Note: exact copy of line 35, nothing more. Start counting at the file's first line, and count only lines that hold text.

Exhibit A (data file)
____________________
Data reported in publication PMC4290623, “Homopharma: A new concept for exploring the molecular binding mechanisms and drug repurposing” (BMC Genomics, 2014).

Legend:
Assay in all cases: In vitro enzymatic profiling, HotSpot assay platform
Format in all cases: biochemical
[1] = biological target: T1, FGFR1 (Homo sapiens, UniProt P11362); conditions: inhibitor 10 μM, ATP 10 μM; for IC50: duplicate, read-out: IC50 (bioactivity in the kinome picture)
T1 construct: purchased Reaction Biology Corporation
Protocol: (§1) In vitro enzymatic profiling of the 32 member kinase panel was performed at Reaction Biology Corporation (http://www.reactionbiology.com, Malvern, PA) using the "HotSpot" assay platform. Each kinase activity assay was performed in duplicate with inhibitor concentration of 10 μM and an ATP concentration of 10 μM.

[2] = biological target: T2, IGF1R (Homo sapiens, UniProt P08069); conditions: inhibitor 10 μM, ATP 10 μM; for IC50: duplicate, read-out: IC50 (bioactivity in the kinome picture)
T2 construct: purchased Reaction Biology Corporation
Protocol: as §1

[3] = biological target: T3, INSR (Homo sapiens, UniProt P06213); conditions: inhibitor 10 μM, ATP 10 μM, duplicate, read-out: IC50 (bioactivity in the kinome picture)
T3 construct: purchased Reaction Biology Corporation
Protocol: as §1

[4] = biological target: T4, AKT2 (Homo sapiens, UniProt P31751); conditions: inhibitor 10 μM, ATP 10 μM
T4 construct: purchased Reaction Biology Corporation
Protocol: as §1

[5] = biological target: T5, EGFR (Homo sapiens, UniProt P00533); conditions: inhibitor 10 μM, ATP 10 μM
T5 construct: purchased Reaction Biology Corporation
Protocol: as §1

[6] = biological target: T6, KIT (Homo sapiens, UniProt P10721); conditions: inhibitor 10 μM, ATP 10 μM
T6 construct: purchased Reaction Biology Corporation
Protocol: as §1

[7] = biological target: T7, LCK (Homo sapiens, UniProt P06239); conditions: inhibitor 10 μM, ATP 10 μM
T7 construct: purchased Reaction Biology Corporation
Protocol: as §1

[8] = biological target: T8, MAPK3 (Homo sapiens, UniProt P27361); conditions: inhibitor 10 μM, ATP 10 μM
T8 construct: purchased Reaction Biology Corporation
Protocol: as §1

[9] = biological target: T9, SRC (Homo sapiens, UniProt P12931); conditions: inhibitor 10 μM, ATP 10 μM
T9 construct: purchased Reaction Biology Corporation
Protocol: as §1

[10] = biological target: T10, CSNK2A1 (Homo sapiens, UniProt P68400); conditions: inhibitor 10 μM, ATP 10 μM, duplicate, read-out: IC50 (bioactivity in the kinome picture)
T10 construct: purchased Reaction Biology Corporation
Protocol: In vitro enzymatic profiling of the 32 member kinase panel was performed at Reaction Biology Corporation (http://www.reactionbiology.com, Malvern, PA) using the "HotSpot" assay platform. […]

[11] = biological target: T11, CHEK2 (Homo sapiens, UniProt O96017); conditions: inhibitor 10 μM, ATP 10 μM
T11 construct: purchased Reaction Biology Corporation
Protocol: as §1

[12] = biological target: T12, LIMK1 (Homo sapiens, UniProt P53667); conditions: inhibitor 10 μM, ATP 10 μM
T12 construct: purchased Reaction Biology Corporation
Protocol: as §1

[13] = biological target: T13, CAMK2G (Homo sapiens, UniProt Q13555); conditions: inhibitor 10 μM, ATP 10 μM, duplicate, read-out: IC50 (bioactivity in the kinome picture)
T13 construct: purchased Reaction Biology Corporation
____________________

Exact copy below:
[11] = biological target: T11, CHEK2 (Homo sapiens, UniProt O96017); conditions: inhibitor 10 μM, ATP 10 μM